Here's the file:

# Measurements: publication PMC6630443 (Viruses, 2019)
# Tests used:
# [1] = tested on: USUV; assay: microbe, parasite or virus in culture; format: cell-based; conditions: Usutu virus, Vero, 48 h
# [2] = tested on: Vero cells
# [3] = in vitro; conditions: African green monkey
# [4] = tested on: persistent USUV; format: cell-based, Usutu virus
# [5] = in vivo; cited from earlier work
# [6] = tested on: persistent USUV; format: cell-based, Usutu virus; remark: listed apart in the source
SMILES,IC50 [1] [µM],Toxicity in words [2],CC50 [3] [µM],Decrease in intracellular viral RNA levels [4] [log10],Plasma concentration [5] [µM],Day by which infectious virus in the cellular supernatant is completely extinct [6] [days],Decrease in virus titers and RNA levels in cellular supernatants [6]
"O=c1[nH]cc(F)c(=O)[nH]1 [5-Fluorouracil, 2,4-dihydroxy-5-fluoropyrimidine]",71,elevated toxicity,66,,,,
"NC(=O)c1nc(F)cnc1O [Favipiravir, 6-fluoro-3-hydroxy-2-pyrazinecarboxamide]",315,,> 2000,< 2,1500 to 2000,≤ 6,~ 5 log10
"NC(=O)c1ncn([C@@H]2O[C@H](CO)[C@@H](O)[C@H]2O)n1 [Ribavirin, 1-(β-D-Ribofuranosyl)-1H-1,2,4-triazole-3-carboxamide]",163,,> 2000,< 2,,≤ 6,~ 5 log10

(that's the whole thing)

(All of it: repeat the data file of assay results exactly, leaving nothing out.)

# Measurements: publication PMC6630443 (Viruses, 2019)
# Tests used:
# [1] = tested on: USUV; assay: microbe, parasite or virus in culture; format: cell-based; conditions: Usutu virus, Vero, 48 h
# [2] = tested on: Vero cells
# [3] = in vitro; conditions: African green monkey
# [4] = tested on: persistent USUV; format: cell-based, Usutu virus
# [5] = in vivo; cited from earlier work
# [6] = tested on: persistent USUV; format: cell-based, Usutu virus; remark: listed apart in the source
SMILES,IC50 [1] [µM],Toxicity in words [2],CC50 [3] [µM],Decrease in intracellular viral RNA levels [4] [log10],Plasma concentration [5] [µM],Day by which infectious virus in the cellular supernatant is completely extinct [6] [days],Decrease in virus titers and RNA levels in cellular supernatants [6]
"O=c1[nH]cc(F)c(=O)[nH]1 [5-Fluorouracil, 2,4-dihydroxy-5-fluoropyrimidine]",71,elevated toxicity,66,,,,
"NC(=O)c1nc(F)cnc1O [Favipiravir, 6-fluoro-3-hydroxy-2-pyrazinecarboxamide]",315,,> 2000,< 2,1500 to 2000,≤ 6,~ 5 log10
"NC(=O)c1ncn([C@@H]2O[C@H](CO)[C@@H](O)[C@H]2O)n1 [Ribavirin, 1-(β-D-Ribofuranosyl)-1H-1,2,4-triazole-3-carboxamide]",163,,> 2000,< 2,,≤ 6,~ 5 log10